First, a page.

Of note is the finding that witnesses are much more willing to give CPR to men than to women. Many studies have confirmed that women are less likely to receive bystander CPR even when OHCA occurs in the presence of witnesses . In the study by Blewer et al.  of 19.331 OHCA cases, when the incident occurred in a public place, 39% of women and 45% of men received help—higher than the results obtained in the present study (28 and 53%, respectively).
Another factor that increased the chances of ROSC was the mechanism of OHCA. When OHCA occurred in a shockable rhythm, the likelihood of ROSC increased 2.68 times (p < 0.001). This finding is confirmed by the literature. A shockable rhythm is considered a beneficial prognostic factor . In a cohort study analyzing OHCA in 27 European countries, the prevalence of OHCA in a shockable rhythm was 22%, compared to 15% in our study. However, of the ROSC patients we analyzed, as many as 34% had VT/VF rhythms as the cause of OHCA; in other studies, 13 to 54% of the patients with ROSC showed shockable rhythms [9, 16, 23, 24].
In our study, there were no statistically significant differences in ROSC according to gender, age, or the type of EMT. The probability of the presence of a witness of cardiac arrest who has CPR knowledge and skills is higher. There was also no statistically significant difference in ROSC according to the arrival time of the EMT (p = 0.68). However, other studies have drawn attention to the need for a rapid EMS response. Response time ≤ 7.5 min may lead to favorable neurological outcomes in OHCA patients . Goto et al.  reported that the upper limits of EMS response times associated with improved 1-month neurologically intact survival were 13 min when a witness started CPR and provided defibrillation, and 11 min CPR was initiated without defibrillation. On the other hand, Bürger et al.  reported that rapid ambulance response is associated with a higher rate of survival from OHCA with good neurological outcome.
Some studies have pointed out that the presence of a doctor supervising the work of qualified paramedics improves the effectiveness of CPR and increases the chances of ROSC [17, 28]. However, our results did not show statistically significant differences in the success rate of CPR depending on the type of EMT—a finding that is consistent with those of other studies [29, 30]. Fullerton et al.  and Kupari et al.  did not find any differences in ROSC according to the presence of a doctor in the EMT. It is worth emphasizing that despite the variety of models of EMS provision in different countries, most of the studies evaluating the factors affecting ROSC did not take this factor into account [31,32,33]. Another factor which could influence outcomes from OHCA is the individual’s cardiorespiratory fitness level of the patients before cardiac arrest. According to Laukkanen et al. , it plays an essential role as the risk factor of VT/VF, arrhythmias (AF, atrial fibrillation), and sudden cardiac death (SCD) [35, 36]. Since such data are not recorded by EMTs, we were unable to take into account in our analyses.
Our study has several limitations, principally related to the EMS documentation available to us for analysis. Firstly, there was a lack of information on the OHCA mechanism in the electrocardiographic examination results. Secondly, we did not have information on bystander CPR in 78% of patients in the ROSC group and 91% in the no-ROSC group, as this was not recorded by EMTs. Thirdly, documentation on the presence of witnesses to the OHCA event or about bystander CPR was limited. Fourthly, EMS documentation lacked valuable information such as other factors influencing outcomes, such as use of adrenaline, duration of CPR, ‘no flow’ time from the arrest to CPR starting, number of shocks delivered etc. In many documents, it was only noted that CPR was carried out in accordance with the guidelines of the European Resuscitation Council. Fifth, because of restrictions on access to personal data due to the anonymity of EMS records in the study setting, it was not possible to follow up survivors to assess important patient-focused outcomes such as neurological and functional status, survival to and beyond discharge, and quality of life. Future studies need to be designed to address these important outcomes, and to improve the documentation of OHCA within the EMS system.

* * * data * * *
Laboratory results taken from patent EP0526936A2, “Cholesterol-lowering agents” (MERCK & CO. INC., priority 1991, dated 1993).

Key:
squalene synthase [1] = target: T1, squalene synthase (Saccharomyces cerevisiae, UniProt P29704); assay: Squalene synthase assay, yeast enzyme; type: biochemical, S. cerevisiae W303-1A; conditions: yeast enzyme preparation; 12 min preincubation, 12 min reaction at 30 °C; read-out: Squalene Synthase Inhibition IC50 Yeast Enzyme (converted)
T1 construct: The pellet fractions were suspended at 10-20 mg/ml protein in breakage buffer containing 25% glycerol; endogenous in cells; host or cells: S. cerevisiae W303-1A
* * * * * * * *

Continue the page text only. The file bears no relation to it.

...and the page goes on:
The factors that increased the likelihood of ROSC were the public location of the event, the initiation of CPR by witnesses, and the shockable rhythm of the OHCA episode. Factors not associated with ROSC were gender, age, and type of EMT. The analysis confirmed the low incidence of CPR by the event witnesses, which further supports the need to continue intensive first aid training among as many different social groups as possible.
Availability of data and materials
The datasets used and/or analyzed during the current study are available from the corresponding author on reasonable request.
Basic emergency medical team
Emergency medical services
Emergency medical team
Out-of-hospital cardiac arrest
Pulseless electrical activity
Return of spontaneous circulation
Specialized emergency medical team
Strengthening the reporting of observational studies in epidemiology
Sudden cardiac death
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There were no other contributors to the article than the authors. The certificated English language services were provided.
The study was founded by the Ministry of Science and Higher Education of Poland under Statutory Grant of the Wroclaw Medical University for maintaining research potential (grant no. SUB.E140.19.042).
Ethics approval and consent to participate
This study was conducted in accordance to the ethical standards of the Bioethics Commission of the Wroclaw Medical University (decision no. KB–604/2019) and 1964 Declaration of Helsinki and tenets of Good Clinical Practice. All participants gave their informed consent to participate in this study.
Consent for publication
Tom Quinn reports research funding from the UK National Institute for Health Research and British Heart Foundation. The remaining authors report no conflict of interest.
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Czapla, M., Zielińska, M., Kubica-Cielińska, A. et al. Factors associated with return of spontaneous circulation after out-of-hospital cardiac arrest in Poland: a one-year retrospective study. BMC Cardiovasc Disord 20, 288 (2020). https://doi.org/10.1186/s12872-020-01571-5
- Out-of-hospital cardiac arrest
- Cardiopulmonary resuscitation
- Emergency medical services
- Prehospital emergency care